Justice, Equity, Diversity, and Inclusion (JEDI)

BBBSAZ maintains a policy of non-discrimination which states the parent/guardian and youth are not excluded on the basis of race, religion, national origin, color, gender, marital status , sexual orientation, gender identity, gender expression,veteran status or disability. Volunteer Big Brothers/Big Sisters, Board Members and agency staff as volunteer Bigs are not excluded on the basis of race, religion, national origin, color, gender, marital status, sexual orientation, gender identity, gender expression, veteran status or disability. BBBSAZ will comply with all federal, state and local anti-discrimination laws.  

Big Brothers Big Sisters of Central Arizona believes a diverse, equitable, and inclusive organization is one where all employees, volunteers, youth, and families, whatever their race, ethnicity, religion, national origin, age, sexual orientation, gender identity, education, income, or health condition feels valued and respected. We respect and value diverse life experiences and heritages and ensure that all voices are valued and heard. 
Our vision at Big Brothers Big Sisters of Central Arizona is that all youth achieve their full potential. We recognize that while all children have equal potential, they do not have equal opportunity. Too many children are struggling with generational poverty, limited academic opportunities, familial incarceration, violence, and a lack of access to positive adult role models. Inequities that impact our youth often result from systemic biases that "sort" people into resource-rich or resource-poor neighborhoods and school systems--largely on the basis of race and income. With this context, we are committed to serving children and youth who are the most impacted by adversity. 

Our program helps build up children's resilience and enhance their self-esteem, opportunities, and employability. Our goal is to reduce the frighteningly high economic and health imbalances that damage educational opportunities, health care, and wealth accumulation.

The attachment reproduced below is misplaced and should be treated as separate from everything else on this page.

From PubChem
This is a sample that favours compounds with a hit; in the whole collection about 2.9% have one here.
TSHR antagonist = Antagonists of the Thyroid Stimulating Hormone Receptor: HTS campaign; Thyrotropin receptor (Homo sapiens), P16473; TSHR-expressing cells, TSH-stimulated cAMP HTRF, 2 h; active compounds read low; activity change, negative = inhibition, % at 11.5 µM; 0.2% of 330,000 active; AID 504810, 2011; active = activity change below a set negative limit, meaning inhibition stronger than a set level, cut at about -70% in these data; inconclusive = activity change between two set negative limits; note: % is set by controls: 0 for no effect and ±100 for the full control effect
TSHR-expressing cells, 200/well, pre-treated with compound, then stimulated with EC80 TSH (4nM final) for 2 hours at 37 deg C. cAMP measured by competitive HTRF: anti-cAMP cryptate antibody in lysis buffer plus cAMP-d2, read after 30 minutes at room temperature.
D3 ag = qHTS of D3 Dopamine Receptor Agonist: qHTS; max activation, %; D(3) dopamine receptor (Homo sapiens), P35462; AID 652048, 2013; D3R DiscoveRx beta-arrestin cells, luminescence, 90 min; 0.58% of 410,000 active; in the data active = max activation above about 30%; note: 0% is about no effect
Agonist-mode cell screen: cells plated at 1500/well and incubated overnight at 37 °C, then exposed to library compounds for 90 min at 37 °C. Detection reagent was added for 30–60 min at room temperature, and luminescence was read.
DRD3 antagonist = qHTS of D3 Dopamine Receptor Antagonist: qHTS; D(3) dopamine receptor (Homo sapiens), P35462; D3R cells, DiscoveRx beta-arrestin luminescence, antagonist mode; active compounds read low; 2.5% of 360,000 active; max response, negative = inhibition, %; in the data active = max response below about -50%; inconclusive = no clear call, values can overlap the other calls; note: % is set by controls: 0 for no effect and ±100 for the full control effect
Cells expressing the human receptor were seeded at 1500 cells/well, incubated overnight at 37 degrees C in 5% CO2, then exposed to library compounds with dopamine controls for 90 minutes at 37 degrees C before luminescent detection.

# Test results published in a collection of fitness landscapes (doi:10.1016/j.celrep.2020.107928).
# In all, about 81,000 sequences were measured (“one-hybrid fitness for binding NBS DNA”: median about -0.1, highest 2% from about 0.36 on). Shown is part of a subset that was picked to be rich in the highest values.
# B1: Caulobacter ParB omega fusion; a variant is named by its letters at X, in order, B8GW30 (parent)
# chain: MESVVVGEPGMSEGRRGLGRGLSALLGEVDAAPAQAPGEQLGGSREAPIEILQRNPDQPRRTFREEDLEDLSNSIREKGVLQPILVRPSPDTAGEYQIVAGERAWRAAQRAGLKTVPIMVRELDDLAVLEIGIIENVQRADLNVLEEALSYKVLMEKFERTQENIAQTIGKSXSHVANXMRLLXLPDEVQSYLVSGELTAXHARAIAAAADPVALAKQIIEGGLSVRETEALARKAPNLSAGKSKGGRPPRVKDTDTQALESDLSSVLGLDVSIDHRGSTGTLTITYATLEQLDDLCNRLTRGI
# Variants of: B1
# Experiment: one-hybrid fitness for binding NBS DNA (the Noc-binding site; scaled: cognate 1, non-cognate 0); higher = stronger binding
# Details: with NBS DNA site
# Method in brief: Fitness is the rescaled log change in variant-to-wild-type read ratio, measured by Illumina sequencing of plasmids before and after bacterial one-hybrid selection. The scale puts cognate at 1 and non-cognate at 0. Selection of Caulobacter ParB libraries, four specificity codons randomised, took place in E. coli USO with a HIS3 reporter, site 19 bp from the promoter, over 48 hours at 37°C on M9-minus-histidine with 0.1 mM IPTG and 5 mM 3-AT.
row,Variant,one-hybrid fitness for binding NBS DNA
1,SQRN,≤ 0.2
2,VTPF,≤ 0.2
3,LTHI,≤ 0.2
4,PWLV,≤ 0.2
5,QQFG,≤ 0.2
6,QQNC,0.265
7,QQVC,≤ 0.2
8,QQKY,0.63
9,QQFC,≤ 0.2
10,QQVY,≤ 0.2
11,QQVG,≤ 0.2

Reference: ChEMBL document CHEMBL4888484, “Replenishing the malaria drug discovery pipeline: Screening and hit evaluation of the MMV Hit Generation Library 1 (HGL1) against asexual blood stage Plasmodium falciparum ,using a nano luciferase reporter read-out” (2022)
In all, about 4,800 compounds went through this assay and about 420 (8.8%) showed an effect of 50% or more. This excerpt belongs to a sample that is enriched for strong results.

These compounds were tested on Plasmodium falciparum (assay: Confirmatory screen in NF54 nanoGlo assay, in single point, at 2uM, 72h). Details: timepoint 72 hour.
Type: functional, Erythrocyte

Adverse Childhood Experiences
At BBBS of Central Arizona, we use a trauma-informed care approach in working with our families, Bigs, and youth, based on the CDC-Kaiser Permanente Adverse Childhood Experiences (ACEs) study. This study correlated childhood experiences with current health and behaviors of adults and found that more than 67% of the adult population had an ACE score of at least 1 adverse childhood experience. One in eight adults has a score of 4 or more, which correlates to a 4.5 times higher likelihood of being diagnosed with depression and 12 times greater risk of suicide.  They found that the higher your ACEs score, the worse your health outcomes as an adult. Determine your own ACEs score here
**Please note: taking the ACEs questionnaire may bring up some upsetting feelings for some. Please reach out to United Way or other mental health resources, should you need to process your results.

Resiliency Building
Research also shows that resiliency is the number one protective factor against adverse childhood experiences and inequities. This is powerful! Being a positive mentor for a child directly impacts their health, wellness, and success. You can make this level of impact for a child by simply playing ball a few times a month. YOU can make a BIG difference!

Black Youth Town Hall
Webinar hosted by Dr. Torie Weiston-Serdan and
​the Youth Mentoring Action Network